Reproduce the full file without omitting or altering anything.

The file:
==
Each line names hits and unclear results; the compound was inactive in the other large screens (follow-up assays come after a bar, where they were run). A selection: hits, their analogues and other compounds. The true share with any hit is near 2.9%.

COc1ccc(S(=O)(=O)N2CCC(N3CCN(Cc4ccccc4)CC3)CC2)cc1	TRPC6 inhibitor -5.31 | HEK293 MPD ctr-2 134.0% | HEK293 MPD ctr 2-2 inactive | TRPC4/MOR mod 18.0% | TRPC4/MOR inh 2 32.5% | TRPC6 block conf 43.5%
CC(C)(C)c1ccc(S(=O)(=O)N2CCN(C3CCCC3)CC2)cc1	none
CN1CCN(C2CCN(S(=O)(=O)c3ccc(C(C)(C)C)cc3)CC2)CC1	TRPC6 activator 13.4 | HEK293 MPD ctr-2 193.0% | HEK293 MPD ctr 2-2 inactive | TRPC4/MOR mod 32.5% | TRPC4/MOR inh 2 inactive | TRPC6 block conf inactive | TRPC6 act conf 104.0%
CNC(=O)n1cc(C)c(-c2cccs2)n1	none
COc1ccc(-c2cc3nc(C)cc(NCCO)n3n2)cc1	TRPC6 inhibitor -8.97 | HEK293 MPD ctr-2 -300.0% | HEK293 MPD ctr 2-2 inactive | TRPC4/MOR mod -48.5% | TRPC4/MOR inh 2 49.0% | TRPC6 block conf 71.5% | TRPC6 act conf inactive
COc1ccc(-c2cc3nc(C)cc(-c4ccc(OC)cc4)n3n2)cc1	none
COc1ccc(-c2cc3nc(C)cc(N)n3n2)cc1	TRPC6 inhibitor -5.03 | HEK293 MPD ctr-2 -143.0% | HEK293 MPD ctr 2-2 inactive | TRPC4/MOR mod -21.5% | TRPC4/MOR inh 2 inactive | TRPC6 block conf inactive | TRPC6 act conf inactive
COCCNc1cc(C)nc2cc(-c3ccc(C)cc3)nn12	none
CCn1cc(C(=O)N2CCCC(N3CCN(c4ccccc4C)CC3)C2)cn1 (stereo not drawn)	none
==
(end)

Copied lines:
Each line names hits and unclear results; the compound was inactive in the other large screens (follow-up assays come after a bar, where they were run). A selection: hits, their analogues and other compounds. The true share with any hit is near 2.9%.

COc1ccc(S(=O)(=O)N2CCC(N3CCN(Cc4ccccc4)CC3)CC2)cc1	TRPC6 inhibitor -5.31 | HEK293 MPD ctr-2 134.0% | HEK293 MPD ctr 2-2 inactive | TRPC4/MOR mod 18.0% | TRPC4/MOR inh 2 32.5% | TRPC6 block conf 43.5%
CC(C)(C)c1ccc(S(=O)(=O)N2CCN(C3CCCC3)CC2)cc1	none
CN1CCN(C2CCN(S(=O)(=O)c3ccc(C(C)(C)C)cc3)CC2)CC1	TRPC6 activator 13.4 | HEK293 MPD ctr-2 193.0% | HEK293 MPD ctr 2-2 inactive | TRPC4/MOR mod 32.5% | TRPC4/MOR inh 2 inactive | TRPC6 block conf inactive | TRPC6 act conf 104.0%
CNC(=O)n1cc(C)c(-c2cccs2)n1	none
COc1ccc(-c2cc3nc(C)cc(NCCO)n3n2)cc1	TRPC6 inhibitor -8.97 | HEK293 MPD ctr-2 -300.0% | HEK293 MPD ctr 2-2 inactive | TRPC4/MOR mod -48.5% | TRPC4/MOR inh 2 49.0% | TRPC6 block conf 71.5% | TRPC6 act conf inactive
COc1ccc(-c2cc3nc(C)cc(-c4ccc(OC)cc4)n3n2)cc1	none
COc1ccc(-c2cc3nc(C)cc(N)n3n2)cc1	TRPC6 inhibitor -5.03 | HEK293 MPD ctr-2 -143.0% | HEK293 MPD ctr 2-2 inactive | TRPC4/MOR mod -21.5% | TRPC4/MOR inh 2 inactive | TRPC6 block conf inactive | TRPC6 act conf inactive
COCCNc1cc(C)nc2cc(-c3ccc(C)cc3)nn12	none
CCn1cc(C(=O)N2CCCC(N3CCN(c4ccccc4C)CC3)C2)cn1 (stereo not drawn)	none